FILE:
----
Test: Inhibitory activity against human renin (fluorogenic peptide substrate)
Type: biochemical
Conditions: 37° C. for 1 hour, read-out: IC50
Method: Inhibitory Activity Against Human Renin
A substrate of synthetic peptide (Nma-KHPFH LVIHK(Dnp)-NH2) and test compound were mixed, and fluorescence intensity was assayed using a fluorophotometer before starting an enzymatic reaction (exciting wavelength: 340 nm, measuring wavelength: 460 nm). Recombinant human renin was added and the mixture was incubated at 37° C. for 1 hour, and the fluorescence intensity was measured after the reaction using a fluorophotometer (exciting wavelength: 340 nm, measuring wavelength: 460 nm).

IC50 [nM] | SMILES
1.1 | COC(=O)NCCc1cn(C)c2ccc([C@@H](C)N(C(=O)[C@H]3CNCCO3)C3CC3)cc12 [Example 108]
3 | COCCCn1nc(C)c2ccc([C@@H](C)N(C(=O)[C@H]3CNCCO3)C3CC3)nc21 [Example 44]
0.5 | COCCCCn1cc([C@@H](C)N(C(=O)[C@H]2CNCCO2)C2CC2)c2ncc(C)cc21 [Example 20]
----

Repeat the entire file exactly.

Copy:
Test: Inhibitory activity against human renin (fluorogenic peptide substrate)
Type: biochemical
Conditions: 37° C. for 1 hour, read-out: IC50
Method: Inhibitory Activity Against Human Renin
A substrate of synthetic peptide (Nma-KHPFH LVIHK(Dnp)-NH2) and test compound were mixed, and fluorescence intensity was assayed using a fluorophotometer before starting an enzymatic reaction (exciting wavelength: 340 nm, measuring wavelength: 460 nm). Recombinant human renin was added and the mixture was incubated at 37° C. for 1 hour, and the fluorescence intensity was measured after the reaction using a fluorophotometer (exciting wavelength: 340 nm, measuring wavelength: 460 nm).

IC50 [nM] | SMILES
1.1 | COC(=O)NCCc1cn(C)c2ccc([C@@H](C)N(C(=O)[C@H]3CNCCO3)C3CC3)cc12 [Example 108]
3 | COCCCn1nc(C)c2ccc([C@@H](C)N(C(=O)[C@H]3CNCCO3)C3CC3)nc21 [Example 44]
0.5 | COCCCCn1cc([C@@H](C)N(C(=O)[C@H]2CNCCO2)C2CC2)c2ncc(C)cc21 [Example 20]